This post is part of the Gorgeous 50’s series inspired by a book given to me by one of my sisters on my 50th birthday – ‘Grown up and Gorgeous in your 50’s’ by Pamela Robson. I will be sharing some of Pamela’s words and my own thoughts along the way. To see all posts published as part of this series, go here.
There’s no getting away from it and by your 50s you’ll be experiencing signs of the ‘change’ (if you haven’t already been through it all). During and immediately after menopause you will see a difference in your mood, muscle tone and metabolism. There is plenty you can do to minimise the impact of menopause. Just look at the thousands of women who survive it looking better than ever.
She’s goes on to say:
Hot, Hot, Hot!
Current thinking is that hot flashes occur because lowering oestrogen levels affect the action of the hypothalamus – the region of the brain that controls body temperature. No one really knows why some women are affected worse than others. It’s probably partly genetic. Overweight women often fare better because fatty tissue encourages higher oestrogen levels; smokers are more likely to suffer from hot flashes. A few other points:
- Some women sail through menopause without noticing a hot flush, others have to battle them for as long as 10 years.
- Some days and nights seem to be worse than others. This is because oestrogen levels rise and fall as the ovaries cease production.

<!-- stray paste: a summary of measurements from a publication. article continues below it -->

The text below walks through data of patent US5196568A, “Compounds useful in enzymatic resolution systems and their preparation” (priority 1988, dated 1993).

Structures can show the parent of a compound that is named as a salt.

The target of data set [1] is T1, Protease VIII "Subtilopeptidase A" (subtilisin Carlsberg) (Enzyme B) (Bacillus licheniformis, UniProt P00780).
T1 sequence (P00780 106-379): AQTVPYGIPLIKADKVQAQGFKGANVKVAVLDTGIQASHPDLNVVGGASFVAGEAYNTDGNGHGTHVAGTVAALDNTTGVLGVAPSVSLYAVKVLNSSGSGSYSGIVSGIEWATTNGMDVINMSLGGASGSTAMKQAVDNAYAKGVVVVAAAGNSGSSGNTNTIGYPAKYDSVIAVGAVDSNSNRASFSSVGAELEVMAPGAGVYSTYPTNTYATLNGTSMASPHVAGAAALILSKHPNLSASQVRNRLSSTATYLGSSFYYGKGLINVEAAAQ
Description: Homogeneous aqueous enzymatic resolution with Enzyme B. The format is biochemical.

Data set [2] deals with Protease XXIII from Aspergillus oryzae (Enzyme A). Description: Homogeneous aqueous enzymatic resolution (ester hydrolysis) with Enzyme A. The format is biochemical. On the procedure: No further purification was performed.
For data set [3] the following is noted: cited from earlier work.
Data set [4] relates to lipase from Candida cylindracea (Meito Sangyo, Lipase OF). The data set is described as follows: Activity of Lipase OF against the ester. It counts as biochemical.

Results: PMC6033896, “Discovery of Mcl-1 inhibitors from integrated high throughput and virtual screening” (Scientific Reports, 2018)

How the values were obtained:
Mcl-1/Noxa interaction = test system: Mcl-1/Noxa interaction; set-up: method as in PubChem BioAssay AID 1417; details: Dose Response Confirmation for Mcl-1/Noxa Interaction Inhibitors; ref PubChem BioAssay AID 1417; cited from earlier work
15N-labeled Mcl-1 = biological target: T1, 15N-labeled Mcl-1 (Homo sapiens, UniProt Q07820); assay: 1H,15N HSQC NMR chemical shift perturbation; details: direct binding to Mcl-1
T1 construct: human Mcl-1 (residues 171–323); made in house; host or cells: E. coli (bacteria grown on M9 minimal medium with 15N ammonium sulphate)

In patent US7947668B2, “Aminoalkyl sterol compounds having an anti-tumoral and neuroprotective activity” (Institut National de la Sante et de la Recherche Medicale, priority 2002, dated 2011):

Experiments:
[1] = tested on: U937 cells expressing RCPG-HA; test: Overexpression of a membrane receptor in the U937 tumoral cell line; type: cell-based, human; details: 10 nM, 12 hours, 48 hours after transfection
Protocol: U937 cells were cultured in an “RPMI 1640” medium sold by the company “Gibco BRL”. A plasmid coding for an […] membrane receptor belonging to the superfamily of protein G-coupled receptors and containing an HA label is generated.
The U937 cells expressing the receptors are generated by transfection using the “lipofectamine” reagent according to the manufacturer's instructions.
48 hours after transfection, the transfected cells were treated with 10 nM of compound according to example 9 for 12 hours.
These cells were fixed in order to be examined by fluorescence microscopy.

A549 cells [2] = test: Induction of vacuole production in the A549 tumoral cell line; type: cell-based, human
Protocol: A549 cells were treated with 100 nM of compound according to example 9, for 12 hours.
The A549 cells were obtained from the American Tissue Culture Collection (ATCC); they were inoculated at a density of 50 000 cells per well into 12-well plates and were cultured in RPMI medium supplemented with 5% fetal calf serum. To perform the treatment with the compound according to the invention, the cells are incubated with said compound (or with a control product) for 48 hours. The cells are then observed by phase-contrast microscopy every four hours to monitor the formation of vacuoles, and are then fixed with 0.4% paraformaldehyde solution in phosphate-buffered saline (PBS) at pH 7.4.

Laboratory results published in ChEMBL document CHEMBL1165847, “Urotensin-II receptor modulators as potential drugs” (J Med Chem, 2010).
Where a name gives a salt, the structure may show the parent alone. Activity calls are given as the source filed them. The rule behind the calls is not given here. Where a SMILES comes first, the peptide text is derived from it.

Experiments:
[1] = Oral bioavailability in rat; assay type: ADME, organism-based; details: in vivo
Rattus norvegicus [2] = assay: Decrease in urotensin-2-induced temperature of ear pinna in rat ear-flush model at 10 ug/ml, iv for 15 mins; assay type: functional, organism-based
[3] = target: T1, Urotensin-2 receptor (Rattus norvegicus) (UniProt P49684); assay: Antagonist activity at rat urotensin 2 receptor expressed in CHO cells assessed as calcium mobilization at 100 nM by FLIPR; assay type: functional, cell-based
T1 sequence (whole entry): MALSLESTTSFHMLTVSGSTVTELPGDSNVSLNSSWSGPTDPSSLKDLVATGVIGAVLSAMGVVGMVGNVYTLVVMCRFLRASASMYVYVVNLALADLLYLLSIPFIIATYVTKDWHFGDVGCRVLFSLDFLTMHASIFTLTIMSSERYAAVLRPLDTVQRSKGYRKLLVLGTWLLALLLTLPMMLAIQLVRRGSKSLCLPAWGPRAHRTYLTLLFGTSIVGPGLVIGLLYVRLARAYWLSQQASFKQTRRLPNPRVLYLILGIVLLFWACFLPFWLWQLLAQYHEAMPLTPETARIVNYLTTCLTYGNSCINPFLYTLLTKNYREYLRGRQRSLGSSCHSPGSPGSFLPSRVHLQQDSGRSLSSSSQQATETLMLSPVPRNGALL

- HRT can help but, these days, doctors prescribe the lowest possible dose for the shortest possible time. Some doctors prescribe particular anti-depressants, and certain blood pressure medication has also been shown to help.
- Phytoestrogens – plant chemicals that mimic the action of oestrogen – can help. These include soy milk, tofu, soy flour, chickpeas, pumpkin and linseed.
- There are concerns about over-the-counter ‘natural’ hormones because they are not regulated and production is not subject to the same rigorous standards of the mainstream pharmaceutical industry.
Firstly, behold this line of Pamela’s:
“Overweight women often fare better because fatty tissue encourages higher oestrogen levels”
Woohoo! Finally, a time when being overweight is a good thing! See, there’s a reason why us women store fat more so than men!
Ok, moving on now. Menopause. It can feel like quite a personal topic can’t it? So many women suffer alone and in silence and think they are going crazy! Not talking about it with other women is what is crazy! Menopause is a natural process of the female human body that all females will reach one day. Some of us will find the process easier than others, but no-one will get a lucky pass! So let’s talk about it so we don’t feel so alone with it. By sharing our experiences and what has worked or not worked to help ease symptoms, we are helping others as well as ourselves.